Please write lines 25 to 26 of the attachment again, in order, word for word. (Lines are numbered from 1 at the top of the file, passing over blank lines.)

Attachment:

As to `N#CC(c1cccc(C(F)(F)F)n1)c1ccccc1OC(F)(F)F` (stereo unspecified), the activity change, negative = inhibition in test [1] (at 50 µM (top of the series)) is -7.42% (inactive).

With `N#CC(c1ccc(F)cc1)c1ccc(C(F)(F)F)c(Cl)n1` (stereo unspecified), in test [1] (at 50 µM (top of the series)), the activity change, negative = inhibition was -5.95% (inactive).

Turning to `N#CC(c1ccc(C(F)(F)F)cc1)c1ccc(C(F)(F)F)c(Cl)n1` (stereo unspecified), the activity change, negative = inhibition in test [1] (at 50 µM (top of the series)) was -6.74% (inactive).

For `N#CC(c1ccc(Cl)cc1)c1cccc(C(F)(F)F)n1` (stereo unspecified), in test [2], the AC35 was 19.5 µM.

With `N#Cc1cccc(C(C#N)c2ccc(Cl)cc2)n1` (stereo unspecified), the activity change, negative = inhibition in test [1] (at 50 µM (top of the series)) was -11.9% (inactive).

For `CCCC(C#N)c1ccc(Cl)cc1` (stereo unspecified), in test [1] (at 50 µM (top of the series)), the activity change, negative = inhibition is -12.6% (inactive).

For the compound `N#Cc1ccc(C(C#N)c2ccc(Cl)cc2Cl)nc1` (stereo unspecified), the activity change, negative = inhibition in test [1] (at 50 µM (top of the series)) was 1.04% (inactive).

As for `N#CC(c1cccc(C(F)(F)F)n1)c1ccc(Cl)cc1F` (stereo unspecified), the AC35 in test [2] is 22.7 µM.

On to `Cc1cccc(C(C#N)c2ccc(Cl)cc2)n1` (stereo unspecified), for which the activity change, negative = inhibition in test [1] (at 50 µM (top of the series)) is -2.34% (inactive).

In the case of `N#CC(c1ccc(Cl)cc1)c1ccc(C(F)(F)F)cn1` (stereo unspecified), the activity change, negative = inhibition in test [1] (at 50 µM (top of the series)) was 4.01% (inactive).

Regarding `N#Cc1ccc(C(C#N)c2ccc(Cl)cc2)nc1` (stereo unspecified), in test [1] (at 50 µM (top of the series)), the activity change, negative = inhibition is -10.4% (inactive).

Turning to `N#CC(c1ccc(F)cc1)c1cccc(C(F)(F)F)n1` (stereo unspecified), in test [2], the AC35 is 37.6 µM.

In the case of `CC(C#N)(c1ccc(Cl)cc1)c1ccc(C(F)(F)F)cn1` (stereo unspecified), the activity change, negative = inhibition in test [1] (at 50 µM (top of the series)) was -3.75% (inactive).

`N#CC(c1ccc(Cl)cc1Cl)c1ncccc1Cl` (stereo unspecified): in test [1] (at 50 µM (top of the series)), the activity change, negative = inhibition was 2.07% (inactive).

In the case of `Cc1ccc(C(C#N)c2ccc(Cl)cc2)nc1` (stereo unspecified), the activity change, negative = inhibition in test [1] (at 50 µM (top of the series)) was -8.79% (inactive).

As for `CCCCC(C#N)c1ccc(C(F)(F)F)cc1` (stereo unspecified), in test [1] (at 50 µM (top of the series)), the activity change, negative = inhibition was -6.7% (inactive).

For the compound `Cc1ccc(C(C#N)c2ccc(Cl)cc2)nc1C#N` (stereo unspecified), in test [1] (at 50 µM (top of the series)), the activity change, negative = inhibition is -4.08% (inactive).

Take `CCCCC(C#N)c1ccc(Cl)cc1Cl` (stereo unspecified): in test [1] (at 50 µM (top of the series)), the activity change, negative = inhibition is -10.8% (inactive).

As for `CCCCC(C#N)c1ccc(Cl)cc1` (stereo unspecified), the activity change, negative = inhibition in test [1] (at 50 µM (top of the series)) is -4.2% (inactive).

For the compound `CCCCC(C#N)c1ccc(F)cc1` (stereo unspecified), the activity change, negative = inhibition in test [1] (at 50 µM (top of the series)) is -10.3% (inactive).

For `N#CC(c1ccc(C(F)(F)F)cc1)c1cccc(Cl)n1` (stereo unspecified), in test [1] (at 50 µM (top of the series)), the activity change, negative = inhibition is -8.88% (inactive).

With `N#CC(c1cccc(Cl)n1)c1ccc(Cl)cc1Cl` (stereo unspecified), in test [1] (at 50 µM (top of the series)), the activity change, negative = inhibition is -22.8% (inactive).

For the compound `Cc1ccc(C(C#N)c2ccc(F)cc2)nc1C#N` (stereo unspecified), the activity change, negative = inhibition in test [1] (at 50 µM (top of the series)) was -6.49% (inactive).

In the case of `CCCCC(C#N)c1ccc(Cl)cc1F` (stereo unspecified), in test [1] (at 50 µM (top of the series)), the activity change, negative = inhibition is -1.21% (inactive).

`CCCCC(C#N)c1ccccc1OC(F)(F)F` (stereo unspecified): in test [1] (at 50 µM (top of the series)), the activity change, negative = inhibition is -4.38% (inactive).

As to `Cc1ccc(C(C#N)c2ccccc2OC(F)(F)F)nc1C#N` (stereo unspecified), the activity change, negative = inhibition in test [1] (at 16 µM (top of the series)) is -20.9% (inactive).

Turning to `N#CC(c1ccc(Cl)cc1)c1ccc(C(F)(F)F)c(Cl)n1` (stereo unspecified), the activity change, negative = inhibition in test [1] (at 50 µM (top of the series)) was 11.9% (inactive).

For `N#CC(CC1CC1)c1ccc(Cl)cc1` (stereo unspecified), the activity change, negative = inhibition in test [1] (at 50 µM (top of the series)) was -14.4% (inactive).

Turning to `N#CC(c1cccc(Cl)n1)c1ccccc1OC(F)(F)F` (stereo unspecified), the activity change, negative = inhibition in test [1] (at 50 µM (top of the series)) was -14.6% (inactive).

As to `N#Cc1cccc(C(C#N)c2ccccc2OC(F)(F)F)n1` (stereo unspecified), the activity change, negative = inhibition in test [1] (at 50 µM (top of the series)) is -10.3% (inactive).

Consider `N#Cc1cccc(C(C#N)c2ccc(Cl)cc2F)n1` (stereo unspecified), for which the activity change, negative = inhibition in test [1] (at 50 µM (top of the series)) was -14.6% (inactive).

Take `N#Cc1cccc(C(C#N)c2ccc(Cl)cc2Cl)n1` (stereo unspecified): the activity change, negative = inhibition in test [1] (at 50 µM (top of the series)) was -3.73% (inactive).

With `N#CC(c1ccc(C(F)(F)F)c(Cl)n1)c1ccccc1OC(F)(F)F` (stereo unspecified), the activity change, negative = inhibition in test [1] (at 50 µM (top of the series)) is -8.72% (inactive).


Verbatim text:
`CCCCC(C#N)c1ccccc1OC(F)(F)F` (stereo unspecified): in test [1] (at 50 µM (top of the series)), the activity change, negative = inhibition is -4.38% (inactive).

As to `Cc1ccc(C(C#N)c2ccccc2OC(F)(F)F)nc1C#N` (stereo unspecified), the activity change, negative = inhibition in test [1] (at 16 µM (top of the series)) is -20.9% (inactive).